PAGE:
MEDICAL MALPRACTICE: Groups Back ‘Full-Disclosure’ for Doctors
Spurred by revelations about physician malpractice, some of New York's most powerful union and consumer groups have backed state legislation that would expose doctors' "secret" malpractice histories, the New York Daily News reports. Assemblyman Richard Gottfried (D) introduced a bill that would disclose the frequency and relative amount of malpractice payments made by physicians. The United Federation of Teachers, the AARP and the New York Public Interest Research Group all support the proposal. In the Senate, Health Committee Chair Kemp Hannon (R) offered two bills: one is identical to Gottfried's legislation but the second proposal, sharply criticized by consumer groups, would create a "physician-dominated" panel structure to determine what information would be released. Hannon said he plans to drop those provisions. "I'm putting both bills on the committee agenda," he said, explaining that "there are elements in both that are good." Hannon and state Senate Majority Leader Joe Bruno (R) had refused to attack the issue in the past, bowing to the powerful medical lobby, but the senators reversed their position following recent investigations into New York's medical profession. "We're very interested in a result ... But the real question is where is the governor on this issue, and he hasn't told us," Bruno spokesperson John McCardell said. Gov. George Pataki (R) refused to comment on the issue (Buettner/Sherman, 5/28).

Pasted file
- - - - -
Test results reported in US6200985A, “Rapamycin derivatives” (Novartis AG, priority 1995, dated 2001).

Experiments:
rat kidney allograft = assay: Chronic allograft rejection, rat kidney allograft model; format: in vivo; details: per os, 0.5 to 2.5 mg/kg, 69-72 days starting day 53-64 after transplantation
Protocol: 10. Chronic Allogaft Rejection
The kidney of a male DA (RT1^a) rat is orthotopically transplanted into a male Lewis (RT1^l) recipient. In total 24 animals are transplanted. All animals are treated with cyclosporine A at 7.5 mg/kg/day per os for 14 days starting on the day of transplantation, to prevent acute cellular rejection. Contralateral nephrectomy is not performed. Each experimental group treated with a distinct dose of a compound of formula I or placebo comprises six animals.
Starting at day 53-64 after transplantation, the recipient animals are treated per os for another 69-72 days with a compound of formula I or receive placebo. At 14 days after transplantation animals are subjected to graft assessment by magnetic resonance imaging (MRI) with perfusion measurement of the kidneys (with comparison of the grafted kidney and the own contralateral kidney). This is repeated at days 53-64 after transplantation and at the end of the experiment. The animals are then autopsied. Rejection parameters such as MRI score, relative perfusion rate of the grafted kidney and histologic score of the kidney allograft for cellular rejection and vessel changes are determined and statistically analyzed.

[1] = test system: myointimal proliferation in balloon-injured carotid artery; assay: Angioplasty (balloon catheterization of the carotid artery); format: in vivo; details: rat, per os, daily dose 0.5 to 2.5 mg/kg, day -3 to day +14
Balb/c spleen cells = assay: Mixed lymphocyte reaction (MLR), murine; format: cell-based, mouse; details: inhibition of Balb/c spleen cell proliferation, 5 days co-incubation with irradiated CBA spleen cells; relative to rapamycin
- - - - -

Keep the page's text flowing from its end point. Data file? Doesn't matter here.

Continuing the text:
Same Tune, Different State
In Illinois, two public interest groups, the Coalition for Consumer Rights and Families Advocating Injury Reduction, are calling for the state Department of Professional Regulation to provide "full information" about doctors' professional histories and investigate complaints more aggressively, the Peoria Journal Star reports. "We feel (DPR) should work more to protect the patient than to protect negligent doctors," FAIR President Ruth Wyman said, complaining that the agency refuses to provide information about revoked hospital privileges or disciplinary records from other states. "They make it sound as if you can't get any information at all about your doctor, and that's not true," DPR spokesperson Tony Sanders countered. The consumer groups support "patient right-to-know" laws that would open records to patients, but Sanders argues that these provisions would tally millions of dollars in administrative costs. Last Thursday, the state Legislative Audit Commission met to discuss DPR's practices. The commission found the agency "didn't investigate complaints rapidly enough" and has not developed proper redress for patient complaints (Colindres, 5/24).
Not in Alabama
Consumer advocates down south are whistling a different tune as the Alabama State Board of Medical Examiners is now posting disciplinary news on its web site, www.albme.org. Larry Dixon, executive director of the medical examiners said that consumers can "check a personal physician, access board rules, see how to file a complaint and see board opinions on issues" at the site. Dixon hopes the site will save both his organization and the public time. "This eliminates a great deal of paperwork and telephone time, allowing employees to better utilize their time in assisting the board in protecting the public," Dixon said. Disciplinary actions against physicians and physicians assistants, including suspension and probation of licenses, are included (Park, Birmingham Business Journal, 5/29).